China plans to send Vice President Han Zheng to the United Nations annual meeting of government leaders later this month rather than its top foreign policy official, raising questions about Chinese leader Xi Jinping’s November participation at the Asia-Pacific Economic Cooperation in San Francisco.
Chinese Foreign Minister Wang Yi had been expected to attend the meeting and then travel to Washington, D.C., for discussions regarding Xi’s trip to California, reports The Wall Street Journal.
Diplomats from the U.S. and China have been working for some time on Xi’s visit, and as recently as late July Chinese officials were indicating that Wang would be the official at the General Assembly.
But with Wang staying away from the UN event, there are questions about when or if he’s coming to the United States to finalize plans for Xi’s attendance at the Asia-Pacific summit.
Xi, when in the United States, is expected to meet with President Joe Biden, a summit that both sides say could boost efforts to stabilize ties between the nations.
Beijing sources say Wang could still make a separate trip to the United States, as he has accepted, in principle, an invitation from the Biden administration, so the two sides are working to schedule a time for the visit.
Xi, meanwhile, skipped this weekend’s G-20 summit in India. Beijing has not said why he stayed away, but India and China are involved in a border dispute. Further, the United States and its allies were to spotlight the Ukraine war with Russia, a key Chinese ally.
Several senior Biden administration officials have visited Beijing this summer, with Commerce Secretary Gina Raimondo being the latest to make the trip after both sides agreed to hold regular discussions.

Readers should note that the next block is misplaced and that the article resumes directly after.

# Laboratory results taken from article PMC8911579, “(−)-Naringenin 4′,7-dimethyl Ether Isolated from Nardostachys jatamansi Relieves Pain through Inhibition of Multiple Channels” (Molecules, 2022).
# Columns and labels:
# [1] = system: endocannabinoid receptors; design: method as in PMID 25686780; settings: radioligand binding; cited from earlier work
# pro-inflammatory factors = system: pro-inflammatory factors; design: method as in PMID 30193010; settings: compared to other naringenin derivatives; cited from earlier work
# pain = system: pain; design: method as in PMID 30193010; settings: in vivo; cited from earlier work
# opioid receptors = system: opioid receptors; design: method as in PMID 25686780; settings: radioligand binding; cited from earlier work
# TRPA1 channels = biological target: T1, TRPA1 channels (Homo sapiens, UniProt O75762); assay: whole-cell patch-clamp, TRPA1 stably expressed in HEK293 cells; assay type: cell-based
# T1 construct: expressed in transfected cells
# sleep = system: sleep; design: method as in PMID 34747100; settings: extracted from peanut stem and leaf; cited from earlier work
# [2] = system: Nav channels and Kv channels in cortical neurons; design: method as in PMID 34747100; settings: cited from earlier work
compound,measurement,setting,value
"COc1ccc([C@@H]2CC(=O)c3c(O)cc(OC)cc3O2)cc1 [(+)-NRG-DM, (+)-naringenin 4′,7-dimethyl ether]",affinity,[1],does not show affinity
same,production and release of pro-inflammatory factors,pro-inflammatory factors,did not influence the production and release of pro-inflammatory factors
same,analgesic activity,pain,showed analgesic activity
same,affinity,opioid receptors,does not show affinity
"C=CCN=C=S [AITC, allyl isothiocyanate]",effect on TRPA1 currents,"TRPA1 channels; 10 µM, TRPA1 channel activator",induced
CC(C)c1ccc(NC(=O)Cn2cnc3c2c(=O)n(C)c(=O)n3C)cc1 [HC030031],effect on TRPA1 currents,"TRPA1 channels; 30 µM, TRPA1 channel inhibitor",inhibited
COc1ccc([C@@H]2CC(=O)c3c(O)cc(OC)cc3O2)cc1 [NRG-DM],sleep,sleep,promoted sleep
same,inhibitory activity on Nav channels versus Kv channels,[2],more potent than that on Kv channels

Despite the meetings, neither side has conceded on policies that have created conflicts, including with the Biden administration refusing to back down on restrictions on semiconductor exports.
Beijing is also refusing to resume contact between the U.S. and Chinese militaries, as the Biden administration is seeking, and has also tightened restrictions on the use of some U.S. technology, including banning government officials from using iPhones or other foreign-branded technology devices while working.
China’s Ministry of State Security posted on social media earlier this month that Xi may not make the San Francisco trip if Washington D.C. doesn’t show “sufficient sincerity.”
That move, Chinese observers in the United States say, is a sign that China’s leaders are trying to push concessions from Washington including technology restrictions against China.
Sandy Fitzgerald ✉
Sandy Fitzgerald has more than three decades in journalism and serves as a general assignment writer for Newsmax covering news, media, and politics.
© 2023 Newsmax. All rights reserved.